Natural geomorphic processes are considered hazards when human populations are affected by them. For example, storms, hurricanes, and tsunamis are natural driving forces of coastal processes and landforms, but also cause loss of life and property in coastal communities. Storms provide much of the sediment to shallow-marine and estuarine ecosystems. Many wetland environments and barrier islands depend on storm activities for sediment build-up and survival when faced with rising sea levels. When combined with increasing sea levels, these events may have tremendous impacts on coastal environments and beaches.
Rip currents are strong and swift, moving 3 to 6 feet (1 to 2 m) per second, which is faster than an average person can swim! These currents are created because of “set-up” near the shoreline. Set-up is a slight increase in water levels compared to those found seaward of the surf zone and creates unstable conditions that eventually are relieved through the formation of rip currents. These dangerous currents generally form at a low point or saddle in a sandbar. Because rip currents tend to be narrow, swimmers caught in a rip current should swim parallel to the shore to escape being taken out to sea. Swimmers should be especially cautious during storm events, which may increase the frequency and strength of rip currents.
Storm surges—extraordinarily high water levels—are generated by the combined effects of low atmospheric pressure and very high wind speeds. The strong onshore winds that accompany tropical storms, hurricanes, and frontal storms of the midlatitudes drag and stack water against coasts, creating a storm surge. In the center of tropical-storm systems, atmospheric pressure may drop as much as 100 millibars below normal, and this can “suck up” sea level below the center of the cyclone by as much as 3.3 feet (1 m) (Summerfield 1991). Winds blowing toward coastal embayments produce the largest storm surges, which are accentuated if they coincide with high tides. By the time the waves generated by the storm surge reach the coast, they may have built up to a height of nearly 10 feet (several meters) above normal high tides.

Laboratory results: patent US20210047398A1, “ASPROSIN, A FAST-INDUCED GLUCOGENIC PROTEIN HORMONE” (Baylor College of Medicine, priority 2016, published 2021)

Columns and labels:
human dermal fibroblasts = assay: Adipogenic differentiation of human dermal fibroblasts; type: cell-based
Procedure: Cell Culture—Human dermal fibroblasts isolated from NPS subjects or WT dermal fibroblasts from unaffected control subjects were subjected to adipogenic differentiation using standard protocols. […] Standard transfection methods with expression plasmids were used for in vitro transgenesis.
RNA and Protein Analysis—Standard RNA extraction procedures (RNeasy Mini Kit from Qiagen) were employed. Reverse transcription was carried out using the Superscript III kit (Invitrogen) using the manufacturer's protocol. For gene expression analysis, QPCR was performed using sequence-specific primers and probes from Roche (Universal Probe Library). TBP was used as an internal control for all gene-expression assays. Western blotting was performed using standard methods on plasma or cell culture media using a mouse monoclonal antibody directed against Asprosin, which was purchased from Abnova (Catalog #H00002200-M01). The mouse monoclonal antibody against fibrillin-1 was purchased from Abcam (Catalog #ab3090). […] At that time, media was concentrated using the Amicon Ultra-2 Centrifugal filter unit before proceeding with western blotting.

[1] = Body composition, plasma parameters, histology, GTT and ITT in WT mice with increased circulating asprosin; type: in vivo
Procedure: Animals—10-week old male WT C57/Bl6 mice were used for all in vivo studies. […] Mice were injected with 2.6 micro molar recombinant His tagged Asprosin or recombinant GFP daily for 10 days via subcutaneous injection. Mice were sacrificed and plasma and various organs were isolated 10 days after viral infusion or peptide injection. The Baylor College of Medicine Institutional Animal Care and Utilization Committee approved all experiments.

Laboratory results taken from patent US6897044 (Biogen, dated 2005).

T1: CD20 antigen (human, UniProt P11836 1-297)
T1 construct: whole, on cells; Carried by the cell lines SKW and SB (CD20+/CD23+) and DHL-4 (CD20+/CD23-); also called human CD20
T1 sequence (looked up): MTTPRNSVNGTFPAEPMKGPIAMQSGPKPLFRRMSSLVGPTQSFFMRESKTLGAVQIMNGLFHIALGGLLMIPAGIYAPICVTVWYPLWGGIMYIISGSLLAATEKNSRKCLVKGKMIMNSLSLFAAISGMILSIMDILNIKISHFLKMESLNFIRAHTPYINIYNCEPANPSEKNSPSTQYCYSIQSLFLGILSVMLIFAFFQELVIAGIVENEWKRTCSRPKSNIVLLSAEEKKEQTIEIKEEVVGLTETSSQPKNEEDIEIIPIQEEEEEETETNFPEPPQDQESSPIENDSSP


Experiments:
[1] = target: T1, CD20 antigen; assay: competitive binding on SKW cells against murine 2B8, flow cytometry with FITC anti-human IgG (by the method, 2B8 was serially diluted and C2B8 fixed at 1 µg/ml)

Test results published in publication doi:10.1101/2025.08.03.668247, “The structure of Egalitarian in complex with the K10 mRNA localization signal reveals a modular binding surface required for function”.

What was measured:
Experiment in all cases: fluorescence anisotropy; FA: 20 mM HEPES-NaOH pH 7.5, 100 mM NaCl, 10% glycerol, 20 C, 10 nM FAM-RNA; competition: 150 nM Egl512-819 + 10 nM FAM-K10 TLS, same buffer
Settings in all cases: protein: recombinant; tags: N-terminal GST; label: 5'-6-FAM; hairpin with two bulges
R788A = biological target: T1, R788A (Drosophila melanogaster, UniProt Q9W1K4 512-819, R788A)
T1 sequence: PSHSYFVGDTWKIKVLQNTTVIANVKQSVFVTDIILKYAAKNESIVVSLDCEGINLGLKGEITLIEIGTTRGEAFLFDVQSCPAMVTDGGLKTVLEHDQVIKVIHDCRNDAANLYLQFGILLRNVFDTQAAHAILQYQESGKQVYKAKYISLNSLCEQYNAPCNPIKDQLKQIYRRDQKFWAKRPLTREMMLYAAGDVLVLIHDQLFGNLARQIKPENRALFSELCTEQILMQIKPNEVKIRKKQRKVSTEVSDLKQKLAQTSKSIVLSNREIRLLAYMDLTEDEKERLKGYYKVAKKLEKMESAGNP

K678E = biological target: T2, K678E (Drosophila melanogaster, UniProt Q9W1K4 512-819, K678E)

When low-pressure storm systems approach land, strong winds can affect a coast in a variety of ways. High velocity onshore winds, particularly the kind associated with hurricanes, drive water ashore and elevate the water line well above the predicted tidal variation. The effect of storm surges can be catastrophic because the elevated water surface results in widespread coastal flooding and allows waves to break much further inland than they would normally. In addition, torrential rainfall associated with the storm causes widespread river flooding. The combination of these effects can result in extensive property damage and loss of life (Pinet 1992).
Although comparatively uncommon on a global basis, storm surges occur repeatedly along coasts experiencing tropical cyclones and in midlatitude areas subject to intense storms where the coastal configuration is particularly favorable. Storm surges are most destructive along very low-lying coasts where their effects can extend many miles (kilometers) inland, but their geomorphic significance arises in large part from the way in which they lead to wave attack at much higher levels along a shoreline than is reached by normal waves.
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Tsunamis are very large seismic ocean waves that are radially generated from volcanic eruptions, earthquakes, or subaqueous slumping. In the open ocean, these waves may travel at speeds in excess of 493 miles per hour (793 kph)! Strangely, sailors on deep ocean vessels may not notice the passing of these waves on account of the waves’ flat, low propagation. In contrast, when tsunamis reach shallow water, they slow down considerably and may reach great heights [up to 33 ft (10 m)]. Tsunamis have caused great destruction and loss of life because of abrupt changes in water levels above the normal high water mark. Numerous areas in the United States have experienced tsunamis including Hawaii, the Pacific Northwest, and Alaska. A new system, the International Tsunami Warning System, is used now to alert the public to impending tsunamis.
Use these Web links for more information about tsunamis: where they occur, why they occur, and what happens in a tsunami.